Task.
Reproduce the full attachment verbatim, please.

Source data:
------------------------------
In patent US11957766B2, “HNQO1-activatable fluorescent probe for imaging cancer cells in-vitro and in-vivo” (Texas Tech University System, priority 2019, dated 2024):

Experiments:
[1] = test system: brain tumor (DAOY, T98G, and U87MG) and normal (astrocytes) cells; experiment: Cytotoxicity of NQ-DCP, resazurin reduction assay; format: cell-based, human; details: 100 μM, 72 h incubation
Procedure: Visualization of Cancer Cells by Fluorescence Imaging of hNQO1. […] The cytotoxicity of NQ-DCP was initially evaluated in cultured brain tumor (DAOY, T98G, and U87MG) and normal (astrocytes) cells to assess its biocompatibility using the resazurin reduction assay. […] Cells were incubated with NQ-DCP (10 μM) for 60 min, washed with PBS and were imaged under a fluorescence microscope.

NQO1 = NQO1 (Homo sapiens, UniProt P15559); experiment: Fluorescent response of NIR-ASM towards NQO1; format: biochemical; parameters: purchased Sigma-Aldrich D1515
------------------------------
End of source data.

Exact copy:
In patent US11957766B2, “HNQO1-activatable fluorescent probe for imaging cancer cells in-vitro and in-vivo” (Texas Tech University System, priority 2019, dated 2024):

Experiments:
[1] = test system: brain tumor (DAOY, T98G, and U87MG) and normal (astrocytes) cells; experiment: Cytotoxicity of NQ-DCP, resazurin reduction assay; format: cell-based, human; details: 100 μM, 72 h incubation
Procedure: Visualization of Cancer Cells by Fluorescence Imaging of hNQO1. […] The cytotoxicity of NQ-DCP was initially evaluated in cultured brain tumor (DAOY, T98G, and U87MG) and normal (astrocytes) cells to assess its biocompatibility using the resazurin reduction assay. […] Cells were incubated with NQ-DCP (10 μM) for 60 min, washed with PBS and were imaged under a fluorescence microscope.

NQO1 = NQO1 (Homo sapiens, UniProt P15559); experiment: Fluorescent response of NIR-ASM towards NQO1; format: biochemical; parameters: purchased Sigma-Aldrich D1515